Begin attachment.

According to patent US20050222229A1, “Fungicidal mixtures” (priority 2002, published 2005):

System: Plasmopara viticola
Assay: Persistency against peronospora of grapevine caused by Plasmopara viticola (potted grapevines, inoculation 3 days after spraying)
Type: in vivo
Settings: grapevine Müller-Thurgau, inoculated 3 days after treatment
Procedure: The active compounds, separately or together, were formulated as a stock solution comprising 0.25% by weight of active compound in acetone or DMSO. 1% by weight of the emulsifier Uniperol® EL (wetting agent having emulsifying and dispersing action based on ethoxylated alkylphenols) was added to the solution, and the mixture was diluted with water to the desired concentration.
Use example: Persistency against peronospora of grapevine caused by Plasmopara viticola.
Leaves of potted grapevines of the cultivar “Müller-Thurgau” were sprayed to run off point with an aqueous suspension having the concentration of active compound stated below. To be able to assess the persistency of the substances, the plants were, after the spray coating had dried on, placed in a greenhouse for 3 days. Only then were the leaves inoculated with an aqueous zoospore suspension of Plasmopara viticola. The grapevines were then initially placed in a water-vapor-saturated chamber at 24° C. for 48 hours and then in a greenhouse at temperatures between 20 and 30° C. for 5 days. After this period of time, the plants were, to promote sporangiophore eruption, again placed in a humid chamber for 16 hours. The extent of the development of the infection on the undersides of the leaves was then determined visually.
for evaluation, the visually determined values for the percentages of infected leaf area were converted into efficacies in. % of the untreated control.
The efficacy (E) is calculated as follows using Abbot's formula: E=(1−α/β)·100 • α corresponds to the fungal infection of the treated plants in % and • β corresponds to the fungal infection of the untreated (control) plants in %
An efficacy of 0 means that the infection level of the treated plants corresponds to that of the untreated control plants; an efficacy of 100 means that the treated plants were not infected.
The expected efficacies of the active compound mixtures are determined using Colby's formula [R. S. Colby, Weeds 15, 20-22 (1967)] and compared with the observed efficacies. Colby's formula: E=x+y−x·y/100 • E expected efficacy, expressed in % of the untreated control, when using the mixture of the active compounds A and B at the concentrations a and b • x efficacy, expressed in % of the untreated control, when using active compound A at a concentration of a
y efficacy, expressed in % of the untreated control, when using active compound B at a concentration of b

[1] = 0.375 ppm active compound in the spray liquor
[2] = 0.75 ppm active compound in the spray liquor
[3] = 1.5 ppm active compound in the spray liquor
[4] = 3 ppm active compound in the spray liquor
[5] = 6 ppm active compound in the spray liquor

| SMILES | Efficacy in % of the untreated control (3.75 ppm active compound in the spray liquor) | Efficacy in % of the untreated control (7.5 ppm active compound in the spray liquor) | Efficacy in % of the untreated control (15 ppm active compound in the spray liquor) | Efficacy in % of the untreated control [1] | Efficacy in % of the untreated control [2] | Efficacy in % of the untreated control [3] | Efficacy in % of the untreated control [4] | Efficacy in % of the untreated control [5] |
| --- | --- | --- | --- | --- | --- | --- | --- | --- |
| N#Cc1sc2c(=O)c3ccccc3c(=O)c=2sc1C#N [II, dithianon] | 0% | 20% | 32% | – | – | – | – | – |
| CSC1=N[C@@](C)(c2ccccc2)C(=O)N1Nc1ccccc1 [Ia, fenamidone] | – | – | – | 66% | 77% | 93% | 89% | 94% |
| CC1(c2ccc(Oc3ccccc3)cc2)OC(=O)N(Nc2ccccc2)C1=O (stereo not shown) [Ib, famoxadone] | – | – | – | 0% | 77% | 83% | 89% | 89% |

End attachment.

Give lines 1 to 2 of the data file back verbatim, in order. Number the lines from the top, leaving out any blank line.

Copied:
According to patent US20050222229A1, “Fungicidal mixtures” (priority 2002, published 2005):

System: Plasmopara viticola